1975–76: Whizz Theatre Company

The duo’s last-pressed recordings were two 1975 10″ acetates on H&F, credited to Howell, Ferdinando, and singer Marcia Jackson. One features six cuts: “On Your Doorstep,” “Instrumental,” “Feeling Free,” “Silver Moon,” “Walking In a Dream,” and “Just Music.” The second pairs those last three cuts with “Ghosts From the Celluloid” and “Fizziology.”

Select cuts from the acetates appear on two limited addition cassette-only H&F titles credited to the Whizz Theatre Company: Greatest Hits Volume III (1976) and Rock N’ Rot – An Estate Musical (1980).

Howell and Ferdinando concluded their partnership with a series of electronic recordings for five Whizz Theatre shows. The music remains unavailable at large. According to Howell, they employed “early synthesis techniques… on vintage electronics” on the Whizz Theatre recordings.[1]


Later Activity

Ferdinando became a chartered surveyor and moonlighted for years as a bar band bassist.

Howell parlayed his position at the BBC into a quarter-century run at the Radiophonic Workshop. In 1978, he released the instrumental album Through a Glass Darkly on BBC Records, credited to Peter Howell & The Radiophonic Workshop. It features five short tracks (incl. “The Astronauts,” “Wind In the Wires”) and a 19-minute title-suite, subtitled “A Lyrical Adventure.”

Musicians on the album include Hussey, drummer Howard Tibble (ex-Roger James Four), and guitarist Tony Catchpole (Alan Bown Set). Howell, who produced the album with BBC colleague Mike Harding, plays piano, synthesizer, and acoustic guitar.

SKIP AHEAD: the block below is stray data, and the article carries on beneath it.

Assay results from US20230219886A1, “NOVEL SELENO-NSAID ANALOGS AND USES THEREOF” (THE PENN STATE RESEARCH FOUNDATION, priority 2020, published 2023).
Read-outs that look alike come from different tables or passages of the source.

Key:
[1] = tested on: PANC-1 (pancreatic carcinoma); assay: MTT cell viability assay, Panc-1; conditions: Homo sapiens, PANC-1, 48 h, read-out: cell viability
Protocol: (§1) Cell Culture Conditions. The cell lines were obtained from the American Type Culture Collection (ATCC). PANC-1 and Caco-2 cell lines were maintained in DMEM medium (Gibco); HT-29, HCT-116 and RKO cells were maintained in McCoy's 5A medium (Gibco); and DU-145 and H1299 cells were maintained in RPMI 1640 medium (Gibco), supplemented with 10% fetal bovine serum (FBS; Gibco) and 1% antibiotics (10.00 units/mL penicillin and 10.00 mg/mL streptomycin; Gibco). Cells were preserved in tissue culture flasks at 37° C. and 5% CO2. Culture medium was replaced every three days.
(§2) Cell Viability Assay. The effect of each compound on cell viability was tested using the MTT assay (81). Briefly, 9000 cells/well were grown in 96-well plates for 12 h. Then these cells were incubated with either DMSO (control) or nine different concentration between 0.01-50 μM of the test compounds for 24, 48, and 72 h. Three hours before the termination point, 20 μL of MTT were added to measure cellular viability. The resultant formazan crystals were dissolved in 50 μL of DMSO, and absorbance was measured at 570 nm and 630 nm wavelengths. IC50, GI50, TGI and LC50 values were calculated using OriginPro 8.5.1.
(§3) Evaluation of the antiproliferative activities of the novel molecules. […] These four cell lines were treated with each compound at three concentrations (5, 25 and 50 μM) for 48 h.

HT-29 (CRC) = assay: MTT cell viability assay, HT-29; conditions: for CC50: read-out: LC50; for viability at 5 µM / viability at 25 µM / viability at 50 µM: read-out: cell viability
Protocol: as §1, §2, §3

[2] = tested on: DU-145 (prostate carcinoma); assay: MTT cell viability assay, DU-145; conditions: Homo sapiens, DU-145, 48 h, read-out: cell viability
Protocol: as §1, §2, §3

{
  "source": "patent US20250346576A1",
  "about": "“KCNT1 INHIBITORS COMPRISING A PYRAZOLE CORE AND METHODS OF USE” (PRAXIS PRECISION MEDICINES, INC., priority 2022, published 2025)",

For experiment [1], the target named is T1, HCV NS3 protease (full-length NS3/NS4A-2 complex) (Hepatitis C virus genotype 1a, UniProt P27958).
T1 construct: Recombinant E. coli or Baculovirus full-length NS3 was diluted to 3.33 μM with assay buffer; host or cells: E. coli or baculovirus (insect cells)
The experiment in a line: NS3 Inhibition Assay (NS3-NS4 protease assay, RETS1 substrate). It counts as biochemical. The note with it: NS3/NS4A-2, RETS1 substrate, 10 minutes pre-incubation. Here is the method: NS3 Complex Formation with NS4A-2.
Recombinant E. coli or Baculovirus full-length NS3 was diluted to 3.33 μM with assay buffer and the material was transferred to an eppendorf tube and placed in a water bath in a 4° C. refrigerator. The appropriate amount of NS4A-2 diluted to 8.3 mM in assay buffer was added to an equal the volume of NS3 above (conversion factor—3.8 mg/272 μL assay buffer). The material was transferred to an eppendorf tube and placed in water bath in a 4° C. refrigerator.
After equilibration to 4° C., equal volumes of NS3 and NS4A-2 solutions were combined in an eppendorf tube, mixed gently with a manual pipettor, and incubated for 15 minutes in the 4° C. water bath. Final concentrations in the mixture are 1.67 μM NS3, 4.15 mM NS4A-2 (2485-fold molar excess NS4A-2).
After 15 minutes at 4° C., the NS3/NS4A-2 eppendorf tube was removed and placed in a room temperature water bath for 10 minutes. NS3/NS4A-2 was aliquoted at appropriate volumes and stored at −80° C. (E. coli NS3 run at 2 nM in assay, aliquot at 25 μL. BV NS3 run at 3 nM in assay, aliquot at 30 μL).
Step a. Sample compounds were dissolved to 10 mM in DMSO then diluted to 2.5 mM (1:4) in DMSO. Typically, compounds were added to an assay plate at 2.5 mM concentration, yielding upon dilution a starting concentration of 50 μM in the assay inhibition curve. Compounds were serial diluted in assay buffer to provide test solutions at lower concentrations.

Also in 1978, Howell composed and recorded “Greenwich Chorus,” the vocoderized theme to Dr. Jonathan Miller’s 13-part series The Body in Question.

Howell’s most noted work at the BBC was on the perennial sci-fi series Doctor Who. During season 12 (1974–75), he made incidental music for the serials Revenge of the Cybermen and Planet of Evil. In 1980, he recorded an updated version of the show’s title theme, first aired on the 18th season serial The Leisure Hive and used for the next three seasons.

Other credits during his Radiophonic tenure include music for The Shock of the New, an eight-part series on modern art (1978–80); The Machine that Changed the World, a five-part series on computer history (1992); and for the “Badger Girl” and “Spywatch” stories of the children’s educational program Look and Read. He also did the 1984 indent music for BBC Video.

In 2019, Fly Away and A Game for All Who Know were compiled with most of Fragile and the two 1969 soundtracks on the multi-disc compilation Ithaca, Agincourt & Other Psych-Folk Fairy Tales, released in a run of 500 copies (LP and CD) by the Spanish specialty label Munster Records.

In 2021, Howell published his autobiography Radiophonic Times via Obverse Books.


Discography:


Sources:

References:

  1. The Strange Brew: Peter Howell and John Ferdinando (interview)